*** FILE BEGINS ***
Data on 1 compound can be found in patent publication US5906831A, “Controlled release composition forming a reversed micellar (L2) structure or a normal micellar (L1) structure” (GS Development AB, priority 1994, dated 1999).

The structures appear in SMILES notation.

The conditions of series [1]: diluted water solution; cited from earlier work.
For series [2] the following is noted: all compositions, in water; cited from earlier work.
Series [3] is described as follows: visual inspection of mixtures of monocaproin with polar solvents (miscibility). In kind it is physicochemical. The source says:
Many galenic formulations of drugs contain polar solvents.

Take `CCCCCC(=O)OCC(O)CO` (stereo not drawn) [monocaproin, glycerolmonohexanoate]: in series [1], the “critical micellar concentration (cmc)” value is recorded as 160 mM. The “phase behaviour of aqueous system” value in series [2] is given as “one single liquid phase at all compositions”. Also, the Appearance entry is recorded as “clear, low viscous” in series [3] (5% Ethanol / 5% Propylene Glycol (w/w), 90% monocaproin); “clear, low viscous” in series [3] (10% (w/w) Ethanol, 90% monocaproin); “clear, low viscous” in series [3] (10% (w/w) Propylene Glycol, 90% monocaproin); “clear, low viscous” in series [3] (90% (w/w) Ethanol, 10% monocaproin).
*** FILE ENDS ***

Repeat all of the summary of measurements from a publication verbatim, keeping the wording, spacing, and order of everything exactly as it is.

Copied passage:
Data on 1 compound can be found in patent publication US5906831A, “Controlled release composition forming a reversed micellar (L2) structure or a normal micellar (L1) structure” (GS Development AB, priority 1994, dated 1999).

The structures appear in SMILES notation.

The conditions of series [1]: diluted water solution; cited from earlier work.
For series [2] the following is noted: all compositions, in water; cited from earlier work.
Series [3] is described as follows: visual inspection of mixtures of monocaproin with polar solvents (miscibility). In kind it is physicochemical. The source says:
Many galenic formulations of drugs contain polar solvents.

Take `CCCCCC(=O)OCC(O)CO` (stereo not drawn) [monocaproin, glycerolmonohexanoate]: in series [1], the “critical micellar concentration (cmc)” value is recorded as 160 mM. The “phase behaviour of aqueous system” value in series [2] is given as “one single liquid phase at all compositions”. Also, the Appearance entry is recorded as “clear, low viscous” in series [3] (5% Ethanol / 5% Propylene Glycol (w/w), 90% monocaproin); “clear, low viscous” in series [3] (10% (w/w) Ethanol, 90% monocaproin); “clear, low viscous” in series [3] (10% (w/w) Propylene Glycol, 90% monocaproin); “clear, low viscous” in series [3] (90% (w/w) Ethanol, 10% monocaproin).